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Dirt is getting its moment in the sun. A cluster of recent shows in Chelsea and downtown make the most of soil, making it a good time to think about earth art again.
At Art in General, Rob Carter has created Faith in A Seed, a big, wooden hydroponic box of with seeds sprouting into young plants inside. Quaint house structures are also placed in this field, which encourages the perception of a live farm diorama. Of course, it’s more than that.
An elevated platform in the room provides a good aerial view of the installation. Alternatively, peepholes burrowed into the sides of the wooden box provide some really funky “ant’s eye” views. Memory gems shined from “Honey, I Shrunk the Kids,” “Antz,” “A Bugs Life” or any other film that gives you a view of someone crawling through the topsoil. The installation also has looping videos of sprouting plants. As a whole, the experience rekindles a fascination with the miracle of a seed — that with a bit of sunlight, water and time, tall green stalks come from a speck of dust.
The big reveal in the press release is that the artist the three little houses are replicas of the homes of Charles Darwin, Henry David Thoreau and Sir John Bennet Lawes. As the plants grow more in the coming weeks, the houses will eventually be overtaken by the green. The title of the show, Faith in a Seed, is derived from a quotation by that notoriously verbose but nevertheless charming Thoreau, which can be summed up simply as “Seeds. Good.”
Just a few blocks away from Art in General is the legendary New York Earth Room by Walter De Maria, operated by the Dia Foundation. At first glance it’s a room of soil, but the contrast with Carter’s show made me wonder why nothing is ever seen growing in it. There are spores everywhere, and virgin soil doesn’t usually stay blank and empty for long.
As it turns out, there has been a systematic effort to purge mushrooms from the earth room over the past few years. The work also requires an elaborate raking maintenance regiment. So what looks like just a room full of soil is actually a carefully manicured and highly artificial construction. That’s the glory of a work like this. Your first impression gets proved entirely wrong. It’s a good thought exercise, reinforcing the Buddhist tenet that not everything is what it first seems.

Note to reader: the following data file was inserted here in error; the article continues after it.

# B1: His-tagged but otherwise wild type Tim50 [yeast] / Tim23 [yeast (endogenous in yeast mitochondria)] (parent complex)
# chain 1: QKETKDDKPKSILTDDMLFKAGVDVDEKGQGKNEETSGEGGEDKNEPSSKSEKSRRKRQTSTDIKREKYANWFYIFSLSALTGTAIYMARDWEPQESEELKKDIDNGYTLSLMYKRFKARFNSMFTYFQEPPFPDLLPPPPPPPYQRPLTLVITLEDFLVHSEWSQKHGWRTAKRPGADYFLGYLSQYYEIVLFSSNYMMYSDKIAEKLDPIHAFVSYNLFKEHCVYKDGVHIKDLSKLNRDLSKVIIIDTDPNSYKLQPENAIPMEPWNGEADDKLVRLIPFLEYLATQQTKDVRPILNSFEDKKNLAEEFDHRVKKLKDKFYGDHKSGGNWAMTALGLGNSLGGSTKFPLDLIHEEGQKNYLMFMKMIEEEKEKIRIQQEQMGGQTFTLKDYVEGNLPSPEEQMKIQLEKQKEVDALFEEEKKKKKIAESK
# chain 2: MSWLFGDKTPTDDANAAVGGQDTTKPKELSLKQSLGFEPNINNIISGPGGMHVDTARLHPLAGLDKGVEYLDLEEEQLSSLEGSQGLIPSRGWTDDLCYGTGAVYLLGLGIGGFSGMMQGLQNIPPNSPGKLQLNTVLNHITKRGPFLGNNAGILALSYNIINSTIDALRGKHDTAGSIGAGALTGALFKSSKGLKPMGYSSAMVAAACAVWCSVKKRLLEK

Soil is the result of decomposed matter. An old rug fraying and devolving into dirt with plants growing around and upon it is one of Valerie Hegarty’s most dynamic sculptures in her recent show at Marlborough’s Chelsea gallery. The piece, “Rug with Grass” (2012), plays on the idea of how nature can reclaim an object; Hegarty casts the processes of entropy and decomposition with visual wit.
The majority of art renders dirt as a blank, boring, dull thing in the background. Soil deserves more. These shows are refreshing because they give soil a personality. Carter conjures a childlike excitement with the potential and growth of sowed seeds. De Maria shows how even something as innocuous looking as piled earth can be invisibly policed. Hegarty finds an aesthetic sensibility in that slow process by which all matter eventually becomes dirt again.
Valerie Hegarty: Altered States closed at Marlborough Chelsea (545 West 25th Street) on May 5. Rob Carter: Faith in a Seed is on view at Art in General (79 Walker Street, Tribeca) through June 23. Walter De Maria’s The New York Earth Room is on continuous view at 141 Wooster Street (Soho).
“Black infants in America are now more than twice as likely to die as white infants—11.3 per 1,000 black babies, compared with 4.9 per 1,000 white babies, according to the most recent government data—a racial disparity that is actually wider than in 1850, 15 years before the end of slavery, when most black women were…
he ownership of images has a long and nuanced legal history, which has evolved dramatically in recent years as cultural standards and photographic technologies have rapidly advanced
The show, which honors the 50th anniversary of an exhibition history once ignored, continues a series of projects documenting Wilmington’s contemporary art scene.
Renty and his daughter Delia. Renty was an enslaved African, kidnapped from the Congo, sold and forced into slave labor on the South Carolina plantation of B.F. Taylor
What is the relation between possessing a person, possessing their image, and dispossessing their progeny
As a scholar of African American history and photography whose work has focused on the status of violent images in museums and archives, I fully support the validity of Ms. Tamara Lanier’s claim and the amicus brief.
Two K-12 art teachers will each receive a $1,000 cash gift and an additional $500 to put toward classroom art supplies. Nominations are due October 31.
The daguerreotypes of Renty Taylor, Delia, Drana, Alfred, Jack, George Fassena, and Jem remained in an unused storage cabinet until 1975, when it was discovered by an employee of the Peabody Museum.
I am writing in support of the amicus curiae brief submitted by Professor Ariella Aïsha Azoulay of Brown University for the full restitution of the daguerreotypes of Renty Taylor and his daughter Delia, currently held by Harvard University, to their familial descendant, Tamara Lanier.
We cannot be indifferent to the long-lasting effects of photography. The photographs at the center of Lanier v. Harvard are relentless in making Renty and Delia Taylor work and perform as slaves. The pain inflicted on them has not ceased. Photography has the capacity to propagate harm, and we have the moral obligation to interrupt…